Serving as executive director of the Office of the Chief of Naval Personnel, Patrick O'Connell has an extensive leadership background that includes serving as interim strategy director with High Speed Two (HS2) Ltd. During his tenure with HS2, Patrick O'Connell helped to set in place a high-speed rail system to connect the English cities of Manchester, Leeds, and London.
A recent Moneywise article brought attention to a proposal by project engineers for utilizing the heat generated by HS2 train engines and brakes to heat water for as many as 500 new homes. Traditionally, when waste heat is generated in tunnels by trains, ventilation systems extract the hot air and allow it to dissipate outside.
Under the proposal, the hot air would be pumped directly to a district heating system in the Old Oak Common region of Northwest London. This heat would then be captured in order to heat water and distributed to homes throughout the new development.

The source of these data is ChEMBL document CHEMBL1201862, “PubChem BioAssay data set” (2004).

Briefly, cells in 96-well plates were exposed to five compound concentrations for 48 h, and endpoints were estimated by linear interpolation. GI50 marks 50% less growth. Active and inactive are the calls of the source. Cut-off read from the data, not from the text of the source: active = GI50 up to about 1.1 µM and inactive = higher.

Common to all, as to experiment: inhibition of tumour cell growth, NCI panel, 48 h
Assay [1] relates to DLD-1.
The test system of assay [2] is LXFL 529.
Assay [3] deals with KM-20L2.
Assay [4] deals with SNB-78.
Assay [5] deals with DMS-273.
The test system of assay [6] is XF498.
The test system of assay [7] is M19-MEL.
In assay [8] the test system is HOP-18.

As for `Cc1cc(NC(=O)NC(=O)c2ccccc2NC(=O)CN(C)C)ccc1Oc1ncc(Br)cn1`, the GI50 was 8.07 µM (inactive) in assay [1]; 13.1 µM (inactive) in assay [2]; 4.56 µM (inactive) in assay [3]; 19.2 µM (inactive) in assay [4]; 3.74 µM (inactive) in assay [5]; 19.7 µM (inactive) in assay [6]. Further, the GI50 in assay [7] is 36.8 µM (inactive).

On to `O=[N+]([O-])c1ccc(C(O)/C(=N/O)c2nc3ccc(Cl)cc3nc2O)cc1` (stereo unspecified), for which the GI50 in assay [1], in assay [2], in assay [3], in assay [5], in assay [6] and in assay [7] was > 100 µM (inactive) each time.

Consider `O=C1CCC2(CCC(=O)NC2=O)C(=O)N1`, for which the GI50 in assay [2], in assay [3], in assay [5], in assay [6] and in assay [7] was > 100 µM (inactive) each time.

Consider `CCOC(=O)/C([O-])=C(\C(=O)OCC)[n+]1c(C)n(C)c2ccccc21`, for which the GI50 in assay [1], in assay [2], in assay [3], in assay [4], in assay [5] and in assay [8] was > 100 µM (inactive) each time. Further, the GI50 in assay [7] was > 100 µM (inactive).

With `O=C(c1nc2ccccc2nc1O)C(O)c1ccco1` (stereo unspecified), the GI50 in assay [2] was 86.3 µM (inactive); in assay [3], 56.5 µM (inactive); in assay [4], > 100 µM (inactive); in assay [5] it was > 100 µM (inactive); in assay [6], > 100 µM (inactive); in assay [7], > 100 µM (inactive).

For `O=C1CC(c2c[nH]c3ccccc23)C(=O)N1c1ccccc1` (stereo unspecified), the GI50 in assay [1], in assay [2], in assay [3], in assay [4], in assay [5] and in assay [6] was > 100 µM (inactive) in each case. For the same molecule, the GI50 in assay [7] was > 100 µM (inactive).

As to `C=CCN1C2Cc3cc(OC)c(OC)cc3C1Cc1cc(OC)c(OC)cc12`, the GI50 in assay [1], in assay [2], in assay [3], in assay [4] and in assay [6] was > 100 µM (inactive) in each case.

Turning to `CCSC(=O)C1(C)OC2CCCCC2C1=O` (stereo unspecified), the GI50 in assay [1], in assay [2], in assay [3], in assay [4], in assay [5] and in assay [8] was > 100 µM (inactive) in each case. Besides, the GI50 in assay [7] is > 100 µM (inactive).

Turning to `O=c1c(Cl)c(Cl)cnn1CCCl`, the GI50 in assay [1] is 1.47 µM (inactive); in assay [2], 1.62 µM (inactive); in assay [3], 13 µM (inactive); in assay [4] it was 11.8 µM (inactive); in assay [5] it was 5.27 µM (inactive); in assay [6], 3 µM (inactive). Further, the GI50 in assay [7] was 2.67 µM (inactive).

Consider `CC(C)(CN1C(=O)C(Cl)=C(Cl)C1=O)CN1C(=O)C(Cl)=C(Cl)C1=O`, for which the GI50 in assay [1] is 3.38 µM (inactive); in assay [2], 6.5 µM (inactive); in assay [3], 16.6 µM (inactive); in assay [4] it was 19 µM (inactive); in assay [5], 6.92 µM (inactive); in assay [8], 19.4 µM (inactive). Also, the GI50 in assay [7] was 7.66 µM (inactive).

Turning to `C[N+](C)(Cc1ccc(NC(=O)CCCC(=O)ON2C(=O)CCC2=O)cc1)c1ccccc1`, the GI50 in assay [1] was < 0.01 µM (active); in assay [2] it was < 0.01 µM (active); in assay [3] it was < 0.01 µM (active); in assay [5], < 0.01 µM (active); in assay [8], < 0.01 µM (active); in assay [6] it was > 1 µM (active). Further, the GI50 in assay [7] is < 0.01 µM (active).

This would represent a low-carbon heating solution, with the moving trains in the enclosed tunnel acting essentially as pistons that drive hot air into a crossover box. As the air rises, the heat within it would then be harnessed through heat pumps and used to heat water, which would be transported through insulated pipes to residences.
With residents paying normal rates to use this hot water, the construction of such a system is estimated to pay for itself within four years.
The chief of naval personnel for the United States Navy, Patrick O’Connell has more than three decades of public and private senior executive experience.